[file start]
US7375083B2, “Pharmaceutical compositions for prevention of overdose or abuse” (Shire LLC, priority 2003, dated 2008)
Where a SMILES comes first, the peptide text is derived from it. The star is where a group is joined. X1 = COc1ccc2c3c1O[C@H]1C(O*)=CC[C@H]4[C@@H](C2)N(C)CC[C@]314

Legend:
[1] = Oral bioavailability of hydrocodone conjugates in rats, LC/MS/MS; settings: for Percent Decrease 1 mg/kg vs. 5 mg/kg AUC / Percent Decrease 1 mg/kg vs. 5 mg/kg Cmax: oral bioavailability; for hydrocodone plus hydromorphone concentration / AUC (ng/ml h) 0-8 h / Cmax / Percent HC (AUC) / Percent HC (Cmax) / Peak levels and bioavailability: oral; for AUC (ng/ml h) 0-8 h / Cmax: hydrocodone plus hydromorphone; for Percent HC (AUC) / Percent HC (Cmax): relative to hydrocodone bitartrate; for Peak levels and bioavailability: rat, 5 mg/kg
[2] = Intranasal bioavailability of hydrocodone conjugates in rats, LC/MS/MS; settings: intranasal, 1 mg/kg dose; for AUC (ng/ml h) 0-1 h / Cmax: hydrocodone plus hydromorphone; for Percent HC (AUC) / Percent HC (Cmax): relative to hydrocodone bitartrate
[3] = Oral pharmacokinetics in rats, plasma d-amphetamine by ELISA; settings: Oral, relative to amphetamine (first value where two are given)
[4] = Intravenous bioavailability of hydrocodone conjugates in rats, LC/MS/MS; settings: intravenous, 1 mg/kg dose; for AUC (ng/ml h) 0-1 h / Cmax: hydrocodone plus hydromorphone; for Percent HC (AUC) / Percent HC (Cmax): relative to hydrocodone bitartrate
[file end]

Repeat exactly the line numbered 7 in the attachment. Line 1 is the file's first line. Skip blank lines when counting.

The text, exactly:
[4] = Intravenous bioavailability of hydrocodone conjugates in rats, LC/MS/MS; settings: intravenous, 1 mg/kg dose; for AUC (ng/ml h) 0-1 h / Cmax: hydrocodone plus hydromorphone; for Percent HC (AUC) / Percent HC (Cmax): relative to hydrocodone bitartrate